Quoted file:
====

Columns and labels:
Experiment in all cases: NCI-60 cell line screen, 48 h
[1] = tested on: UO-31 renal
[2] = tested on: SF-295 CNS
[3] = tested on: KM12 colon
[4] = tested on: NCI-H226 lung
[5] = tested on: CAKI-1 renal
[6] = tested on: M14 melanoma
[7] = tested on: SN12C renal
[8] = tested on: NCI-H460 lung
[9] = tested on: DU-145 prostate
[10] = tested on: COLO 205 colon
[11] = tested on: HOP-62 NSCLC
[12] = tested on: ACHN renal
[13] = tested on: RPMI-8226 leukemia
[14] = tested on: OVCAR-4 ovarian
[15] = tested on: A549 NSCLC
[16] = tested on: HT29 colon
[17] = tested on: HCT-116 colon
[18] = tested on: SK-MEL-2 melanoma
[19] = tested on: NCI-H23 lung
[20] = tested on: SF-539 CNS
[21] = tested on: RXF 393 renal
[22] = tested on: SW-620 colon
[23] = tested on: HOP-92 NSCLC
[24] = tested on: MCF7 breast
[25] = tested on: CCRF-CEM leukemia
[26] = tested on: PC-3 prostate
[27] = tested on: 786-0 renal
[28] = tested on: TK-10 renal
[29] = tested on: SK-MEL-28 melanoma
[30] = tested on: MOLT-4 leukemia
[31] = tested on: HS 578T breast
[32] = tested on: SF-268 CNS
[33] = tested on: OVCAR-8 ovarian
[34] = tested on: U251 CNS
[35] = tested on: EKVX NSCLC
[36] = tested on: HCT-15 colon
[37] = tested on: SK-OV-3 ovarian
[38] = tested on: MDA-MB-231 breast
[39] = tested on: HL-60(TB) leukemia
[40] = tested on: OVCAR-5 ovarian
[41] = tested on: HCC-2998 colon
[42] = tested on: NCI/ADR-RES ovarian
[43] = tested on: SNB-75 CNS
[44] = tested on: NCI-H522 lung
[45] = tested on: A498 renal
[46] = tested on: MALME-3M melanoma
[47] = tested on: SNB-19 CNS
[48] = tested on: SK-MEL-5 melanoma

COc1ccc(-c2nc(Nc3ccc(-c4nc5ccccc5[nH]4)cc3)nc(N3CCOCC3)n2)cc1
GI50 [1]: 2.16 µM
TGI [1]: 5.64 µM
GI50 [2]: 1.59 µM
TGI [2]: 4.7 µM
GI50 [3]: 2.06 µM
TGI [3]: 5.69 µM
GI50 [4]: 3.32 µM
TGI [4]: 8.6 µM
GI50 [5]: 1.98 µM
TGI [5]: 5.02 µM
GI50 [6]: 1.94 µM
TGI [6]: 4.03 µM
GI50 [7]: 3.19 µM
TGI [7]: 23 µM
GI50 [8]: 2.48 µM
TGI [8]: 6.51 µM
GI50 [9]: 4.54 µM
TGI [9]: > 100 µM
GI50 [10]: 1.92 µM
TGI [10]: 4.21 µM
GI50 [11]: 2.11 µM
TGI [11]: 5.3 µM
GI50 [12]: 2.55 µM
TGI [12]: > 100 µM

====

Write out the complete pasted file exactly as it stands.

Columns and labels:
Experiment in all cases: NCI-60 cell line screen, 48 h
[1] = tested on: UO-31 renal
[2] = tested on: SF-295 CNS
[3] = tested on: KM12 colon
[4] = tested on: NCI-H226 lung
[5] = tested on: CAKI-1 renal
[6] = tested on: M14 melanoma
[7] = tested on: SN12C renal
[8] = tested on: NCI-H460 lung
[9] = tested on: DU-145 prostate
[10] = tested on: COLO 205 colon
[11] = tested on: HOP-62 NSCLC
[12] = tested on: ACHN renal
[13] = tested on: RPMI-8226 leukemia
[14] = tested on: OVCAR-4 ovarian
[15] = tested on: A549 NSCLC
[16] = tested on: HT29 colon
[17] = tested on: HCT-116 colon
[18] = tested on: SK-MEL-2 melanoma
[19] = tested on: NCI-H23 lung
[20] = tested on: SF-539 CNS
[21] = tested on: RXF 393 renal
[22] = tested on: SW-620 colon
[23] = tested on: HOP-92 NSCLC
[24] = tested on: MCF7 breast
[25] = tested on: CCRF-CEM leukemia
[26] = tested on: PC-3 prostate
[27] = tested on: 786-0 renal
[28] = tested on: TK-10 renal
[29] = tested on: SK-MEL-28 melanoma
[30] = tested on: MOLT-4 leukemia
[31] = tested on: HS 578T breast
[32] = tested on: SF-268 CNS
[33] = tested on: OVCAR-8 ovarian
[34] = tested on: U251 CNS
[35] = tested on: EKVX NSCLC
[36] = tested on: HCT-15 colon
[37] = tested on: SK-OV-3 ovarian
[38] = tested on: MDA-MB-231 breast
[39] = tested on: HL-60(TB) leukemia
[40] = tested on: OVCAR-5 ovarian
[41] = tested on: HCC-2998 colon
[42] = tested on: NCI/ADR-RES ovarian
[43] = tested on: SNB-75 CNS
[44] = tested on: NCI-H522 lung
[45] = tested on: A498 renal
[46] = tested on: MALME-3M melanoma
[47] = tested on: SNB-19 CNS
[48] = tested on: SK-MEL-5 melanoma

COc1ccc(-c2nc(Nc3ccc(-c4nc5ccccc5[nH]4)cc3)nc(N3CCOCC3)n2)cc1
GI50 [1]: 2.16 µM
TGI [1]: 5.64 µM
GI50 [2]: 1.59 µM
TGI [2]: 4.7 µM
GI50 [3]: 2.06 µM
TGI [3]: 5.69 µM
GI50 [4]: 3.32 µM
TGI [4]: 8.6 µM
GI50 [5]: 1.98 µM
TGI [5]: 5.02 µM
GI50 [6]: 1.94 µM
TGI [6]: 4.03 µM
GI50 [7]: 3.19 µM
TGI [7]: 23 µM
GI50 [8]: 2.48 µM
TGI [8]: 6.51 µM
GI50 [9]: 4.54 µM
TGI [9]: > 100 µM
GI50 [10]: 1.92 µM
TGI [10]: 4.21 µM
GI50 [11]: 2.11 µM
TGI [11]: 5.3 µM
GI50 [12]: 2.55 µM
TGI [12]: > 100 µM